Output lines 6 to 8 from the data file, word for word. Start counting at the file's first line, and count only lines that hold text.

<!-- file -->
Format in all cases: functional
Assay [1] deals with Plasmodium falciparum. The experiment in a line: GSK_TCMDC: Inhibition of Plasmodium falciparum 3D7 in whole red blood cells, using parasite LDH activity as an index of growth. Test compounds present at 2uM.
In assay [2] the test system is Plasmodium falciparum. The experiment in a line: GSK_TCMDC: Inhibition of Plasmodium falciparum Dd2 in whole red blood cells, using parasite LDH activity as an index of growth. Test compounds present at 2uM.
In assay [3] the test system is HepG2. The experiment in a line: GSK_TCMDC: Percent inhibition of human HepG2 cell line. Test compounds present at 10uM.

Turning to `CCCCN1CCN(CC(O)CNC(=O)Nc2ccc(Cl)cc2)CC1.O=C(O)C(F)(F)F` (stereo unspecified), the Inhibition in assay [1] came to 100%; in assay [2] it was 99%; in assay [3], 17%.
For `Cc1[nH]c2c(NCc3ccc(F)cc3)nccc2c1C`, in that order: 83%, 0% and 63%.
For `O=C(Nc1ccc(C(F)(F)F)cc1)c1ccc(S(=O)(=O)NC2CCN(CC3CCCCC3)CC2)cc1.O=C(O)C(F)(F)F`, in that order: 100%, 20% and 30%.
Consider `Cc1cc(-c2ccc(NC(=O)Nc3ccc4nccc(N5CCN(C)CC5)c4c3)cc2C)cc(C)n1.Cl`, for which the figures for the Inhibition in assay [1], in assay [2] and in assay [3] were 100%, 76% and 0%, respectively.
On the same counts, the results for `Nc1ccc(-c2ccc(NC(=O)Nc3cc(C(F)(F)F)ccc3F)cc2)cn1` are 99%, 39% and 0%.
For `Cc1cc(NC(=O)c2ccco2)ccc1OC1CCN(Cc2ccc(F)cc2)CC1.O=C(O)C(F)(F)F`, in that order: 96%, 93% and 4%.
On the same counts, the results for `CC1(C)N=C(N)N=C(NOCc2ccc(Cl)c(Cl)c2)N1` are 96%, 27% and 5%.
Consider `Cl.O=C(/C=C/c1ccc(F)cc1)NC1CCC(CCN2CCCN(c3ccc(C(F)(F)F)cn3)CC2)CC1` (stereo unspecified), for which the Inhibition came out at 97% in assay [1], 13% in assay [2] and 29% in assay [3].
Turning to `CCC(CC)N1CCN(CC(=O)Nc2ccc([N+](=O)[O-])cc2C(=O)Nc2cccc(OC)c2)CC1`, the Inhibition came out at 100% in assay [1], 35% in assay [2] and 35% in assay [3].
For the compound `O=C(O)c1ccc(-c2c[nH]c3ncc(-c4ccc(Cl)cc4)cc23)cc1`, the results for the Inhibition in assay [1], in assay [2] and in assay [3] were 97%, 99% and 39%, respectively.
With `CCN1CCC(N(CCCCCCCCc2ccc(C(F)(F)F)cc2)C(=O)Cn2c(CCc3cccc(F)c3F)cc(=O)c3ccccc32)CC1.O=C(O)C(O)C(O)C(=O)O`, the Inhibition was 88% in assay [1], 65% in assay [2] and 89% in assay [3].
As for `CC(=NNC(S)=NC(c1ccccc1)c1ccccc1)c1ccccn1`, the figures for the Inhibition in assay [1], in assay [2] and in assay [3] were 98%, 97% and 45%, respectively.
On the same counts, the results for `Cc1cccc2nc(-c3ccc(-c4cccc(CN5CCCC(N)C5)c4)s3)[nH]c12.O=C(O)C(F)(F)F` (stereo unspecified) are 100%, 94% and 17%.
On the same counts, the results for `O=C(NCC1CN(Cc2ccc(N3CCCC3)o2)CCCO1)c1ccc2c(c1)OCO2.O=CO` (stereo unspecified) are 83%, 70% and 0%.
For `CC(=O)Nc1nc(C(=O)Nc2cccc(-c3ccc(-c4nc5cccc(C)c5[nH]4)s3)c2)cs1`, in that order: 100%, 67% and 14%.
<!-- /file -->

For `Cc1[nH]c2c(NCc3ccc(F)cc3)nccc2c1C`, in that order: 83%, 0% and 63%.
For `O=C(Nc1ccc(C(F)(F)F)cc1)c1ccc(S(=O)(=O)NC2CCN(CC3CCCCC3)CC2)cc1.O=C(O)C(F)(F)F`, in that order: 100%, 20% and 30%.
Consider `Cc1cc(-c2ccc(NC(=O)Nc3ccc4nccc(N5CCN(C)CC5)c4c3)cc2C)cc(C)n1.Cl`, for which the figures for the Inhibition in assay [1], in assay [2] and in assay [3] were 100%, 76% and 0%, respectively.